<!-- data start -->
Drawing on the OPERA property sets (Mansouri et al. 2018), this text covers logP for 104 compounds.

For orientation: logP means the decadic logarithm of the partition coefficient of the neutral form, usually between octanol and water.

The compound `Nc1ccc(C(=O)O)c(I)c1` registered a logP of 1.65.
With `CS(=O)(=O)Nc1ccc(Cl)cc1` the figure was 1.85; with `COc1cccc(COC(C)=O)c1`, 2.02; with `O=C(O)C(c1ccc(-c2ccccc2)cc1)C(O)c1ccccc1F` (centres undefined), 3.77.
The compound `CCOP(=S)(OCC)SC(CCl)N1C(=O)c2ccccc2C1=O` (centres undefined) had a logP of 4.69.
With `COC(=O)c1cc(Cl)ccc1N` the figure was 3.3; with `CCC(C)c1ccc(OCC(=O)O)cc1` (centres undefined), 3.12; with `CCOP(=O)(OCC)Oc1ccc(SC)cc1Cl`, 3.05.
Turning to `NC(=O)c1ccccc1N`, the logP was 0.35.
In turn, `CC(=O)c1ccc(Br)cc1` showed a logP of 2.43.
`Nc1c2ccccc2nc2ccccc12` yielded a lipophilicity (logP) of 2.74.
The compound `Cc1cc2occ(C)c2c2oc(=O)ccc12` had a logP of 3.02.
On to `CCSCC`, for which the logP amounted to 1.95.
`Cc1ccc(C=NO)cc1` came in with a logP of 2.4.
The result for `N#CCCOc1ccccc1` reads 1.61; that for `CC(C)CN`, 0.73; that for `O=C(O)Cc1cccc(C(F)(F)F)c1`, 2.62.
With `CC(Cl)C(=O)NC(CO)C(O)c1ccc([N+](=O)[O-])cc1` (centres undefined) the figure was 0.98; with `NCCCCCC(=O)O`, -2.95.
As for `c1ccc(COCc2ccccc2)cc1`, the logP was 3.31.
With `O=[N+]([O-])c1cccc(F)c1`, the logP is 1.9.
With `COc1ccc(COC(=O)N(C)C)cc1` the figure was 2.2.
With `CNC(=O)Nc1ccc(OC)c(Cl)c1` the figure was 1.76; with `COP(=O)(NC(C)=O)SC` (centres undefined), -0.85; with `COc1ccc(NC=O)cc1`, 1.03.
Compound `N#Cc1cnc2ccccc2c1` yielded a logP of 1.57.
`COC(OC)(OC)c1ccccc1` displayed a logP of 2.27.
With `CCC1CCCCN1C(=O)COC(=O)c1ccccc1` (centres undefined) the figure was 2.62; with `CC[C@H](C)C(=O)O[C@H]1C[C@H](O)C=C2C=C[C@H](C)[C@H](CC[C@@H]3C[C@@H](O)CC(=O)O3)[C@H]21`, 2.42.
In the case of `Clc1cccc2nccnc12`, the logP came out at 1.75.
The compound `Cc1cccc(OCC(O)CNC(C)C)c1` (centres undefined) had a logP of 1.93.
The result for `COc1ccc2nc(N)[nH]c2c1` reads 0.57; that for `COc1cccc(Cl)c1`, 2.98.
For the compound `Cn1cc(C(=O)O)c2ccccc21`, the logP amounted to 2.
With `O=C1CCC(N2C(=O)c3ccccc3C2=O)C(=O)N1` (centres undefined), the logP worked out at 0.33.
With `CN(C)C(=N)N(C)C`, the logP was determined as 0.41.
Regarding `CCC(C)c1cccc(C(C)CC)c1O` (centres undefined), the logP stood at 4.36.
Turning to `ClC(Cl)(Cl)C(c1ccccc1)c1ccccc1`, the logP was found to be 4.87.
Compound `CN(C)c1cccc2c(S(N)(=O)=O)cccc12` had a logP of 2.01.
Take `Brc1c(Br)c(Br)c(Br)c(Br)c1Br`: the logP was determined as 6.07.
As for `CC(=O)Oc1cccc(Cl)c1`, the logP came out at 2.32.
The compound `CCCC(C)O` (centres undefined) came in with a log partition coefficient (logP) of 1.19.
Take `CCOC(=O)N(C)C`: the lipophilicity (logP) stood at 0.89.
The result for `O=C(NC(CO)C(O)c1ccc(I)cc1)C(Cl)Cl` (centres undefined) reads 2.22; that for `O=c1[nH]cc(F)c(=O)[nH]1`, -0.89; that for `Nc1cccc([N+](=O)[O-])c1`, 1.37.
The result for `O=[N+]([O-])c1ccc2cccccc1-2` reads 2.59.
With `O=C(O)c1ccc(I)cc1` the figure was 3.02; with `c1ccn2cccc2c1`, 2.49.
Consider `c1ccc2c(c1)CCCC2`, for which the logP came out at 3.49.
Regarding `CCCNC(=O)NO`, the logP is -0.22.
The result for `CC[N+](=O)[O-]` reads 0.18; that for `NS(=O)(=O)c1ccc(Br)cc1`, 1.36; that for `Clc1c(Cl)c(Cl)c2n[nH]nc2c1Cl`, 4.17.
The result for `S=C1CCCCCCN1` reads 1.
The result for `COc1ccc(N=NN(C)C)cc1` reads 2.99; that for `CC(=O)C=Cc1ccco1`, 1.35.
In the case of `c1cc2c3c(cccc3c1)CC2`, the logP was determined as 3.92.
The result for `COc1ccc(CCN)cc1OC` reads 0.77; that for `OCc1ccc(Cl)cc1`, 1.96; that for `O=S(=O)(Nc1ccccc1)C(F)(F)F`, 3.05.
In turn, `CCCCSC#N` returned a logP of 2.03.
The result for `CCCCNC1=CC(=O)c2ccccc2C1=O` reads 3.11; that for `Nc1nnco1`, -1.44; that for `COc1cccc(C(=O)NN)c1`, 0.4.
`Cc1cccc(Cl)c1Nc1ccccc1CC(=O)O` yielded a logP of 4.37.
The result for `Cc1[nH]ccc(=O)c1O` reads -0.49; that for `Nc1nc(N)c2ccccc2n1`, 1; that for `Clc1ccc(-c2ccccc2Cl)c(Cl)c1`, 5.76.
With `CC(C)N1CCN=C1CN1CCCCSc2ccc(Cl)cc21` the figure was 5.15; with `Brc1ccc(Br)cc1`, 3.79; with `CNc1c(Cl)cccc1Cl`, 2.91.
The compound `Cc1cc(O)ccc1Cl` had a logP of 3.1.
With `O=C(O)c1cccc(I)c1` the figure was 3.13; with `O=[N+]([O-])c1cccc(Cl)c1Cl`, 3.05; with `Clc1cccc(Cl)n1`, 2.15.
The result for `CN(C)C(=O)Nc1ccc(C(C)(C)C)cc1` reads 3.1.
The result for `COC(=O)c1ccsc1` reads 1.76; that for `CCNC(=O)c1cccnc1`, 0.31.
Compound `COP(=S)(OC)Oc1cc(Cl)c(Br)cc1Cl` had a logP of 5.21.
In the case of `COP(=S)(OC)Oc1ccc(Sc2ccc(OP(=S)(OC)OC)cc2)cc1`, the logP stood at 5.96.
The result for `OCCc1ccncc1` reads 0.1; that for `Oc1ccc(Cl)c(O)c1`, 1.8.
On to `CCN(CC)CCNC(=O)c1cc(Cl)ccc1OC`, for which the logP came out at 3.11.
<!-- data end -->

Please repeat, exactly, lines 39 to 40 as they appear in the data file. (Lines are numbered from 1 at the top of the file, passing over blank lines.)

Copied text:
Regarding `CCCNC(=O)NO`, the logP is -0.22.
The result for `CC[N+](=O)[O-]` reads 0.18; that for `NS(=O)(=O)c1ccc(Br)cc1`, 1.36; that for `Clc1c(Cl)c(Cl)c2n[nH]nc2c1Cl`, 4.17.